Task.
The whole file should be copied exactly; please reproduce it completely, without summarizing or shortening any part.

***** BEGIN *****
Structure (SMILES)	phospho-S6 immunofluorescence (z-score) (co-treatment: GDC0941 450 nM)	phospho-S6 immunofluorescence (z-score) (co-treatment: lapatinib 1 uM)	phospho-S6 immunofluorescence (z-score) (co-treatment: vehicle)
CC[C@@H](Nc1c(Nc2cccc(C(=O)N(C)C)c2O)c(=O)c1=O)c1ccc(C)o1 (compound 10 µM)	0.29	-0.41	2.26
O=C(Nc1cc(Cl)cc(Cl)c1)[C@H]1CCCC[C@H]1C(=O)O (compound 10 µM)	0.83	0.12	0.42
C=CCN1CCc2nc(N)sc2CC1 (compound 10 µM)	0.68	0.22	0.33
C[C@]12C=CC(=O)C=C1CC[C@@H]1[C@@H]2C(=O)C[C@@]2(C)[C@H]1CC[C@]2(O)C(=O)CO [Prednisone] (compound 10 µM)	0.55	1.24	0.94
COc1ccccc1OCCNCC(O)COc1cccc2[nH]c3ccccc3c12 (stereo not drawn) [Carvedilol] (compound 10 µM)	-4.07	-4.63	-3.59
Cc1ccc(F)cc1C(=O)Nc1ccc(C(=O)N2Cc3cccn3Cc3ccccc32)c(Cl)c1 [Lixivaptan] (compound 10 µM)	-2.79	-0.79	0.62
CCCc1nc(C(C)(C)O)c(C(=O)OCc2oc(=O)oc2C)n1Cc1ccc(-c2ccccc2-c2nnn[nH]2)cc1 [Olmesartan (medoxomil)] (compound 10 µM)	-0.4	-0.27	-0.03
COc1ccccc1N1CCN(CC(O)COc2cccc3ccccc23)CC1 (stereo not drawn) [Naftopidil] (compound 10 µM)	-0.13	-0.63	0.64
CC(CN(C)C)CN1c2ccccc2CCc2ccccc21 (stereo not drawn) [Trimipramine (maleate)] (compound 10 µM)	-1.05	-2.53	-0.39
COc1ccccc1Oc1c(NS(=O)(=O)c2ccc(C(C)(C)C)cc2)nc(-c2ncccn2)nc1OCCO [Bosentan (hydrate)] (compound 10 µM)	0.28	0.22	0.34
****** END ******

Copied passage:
Structure (SMILES)	phospho-S6 immunofluorescence (z-score) (co-treatment: GDC0941 450 nM)	phospho-S6 immunofluorescence (z-score) (co-treatment: lapatinib 1 uM)	phospho-S6 immunofluorescence (z-score) (co-treatment: vehicle)
CC[C@@H](Nc1c(Nc2cccc(C(=O)N(C)C)c2O)c(=O)c1=O)c1ccc(C)o1 (compound 10 µM)	0.29	-0.41	2.26
O=C(Nc1cc(Cl)cc(Cl)c1)[C@H]1CCCC[C@H]1C(=O)O (compound 10 µM)	0.83	0.12	0.42
C=CCN1CCc2nc(N)sc2CC1 (compound 10 µM)	0.68	0.22	0.33
C[C@]12C=CC(=O)C=C1CC[C@@H]1[C@@H]2C(=O)C[C@@]2(C)[C@H]1CC[C@]2(O)C(=O)CO [Prednisone] (compound 10 µM)	0.55	1.24	0.94
COc1ccccc1OCCNCC(O)COc1cccc2[nH]c3ccccc3c12 (stereo not drawn) [Carvedilol] (compound 10 µM)	-4.07	-4.63	-3.59
Cc1ccc(F)cc1C(=O)Nc1ccc(C(=O)N2Cc3cccn3Cc3ccccc32)c(Cl)c1 [Lixivaptan] (compound 10 µM)	-2.79	-0.79	0.62
CCCc1nc(C(C)(C)O)c(C(=O)OCc2oc(=O)oc2C)n1Cc1ccc(-c2ccccc2-c2nnn[nH]2)cc1 [Olmesartan (medoxomil)] (compound 10 µM)	-0.4	-0.27	-0.03
COc1ccccc1N1CCN(CC(O)COc2cccc3ccccc23)CC1 (stereo not drawn) [Naftopidil] (compound 10 µM)	-0.13	-0.63	0.64
CC(CN(C)C)CN1c2ccccc2CCc2ccccc21 (stereo not drawn) [Trimipramine (maleate)] (compound 10 µM)	-1.05	-2.53	-0.39
COc1ccccc1Oc1c(NS(=O)(=O)c2ccc(C(C)(C)C)cc2)nc(-c2ncccn2)nc1OCCO [Bosentan (hydrate)] (compound 10 µM)	0.28	0.22	0.34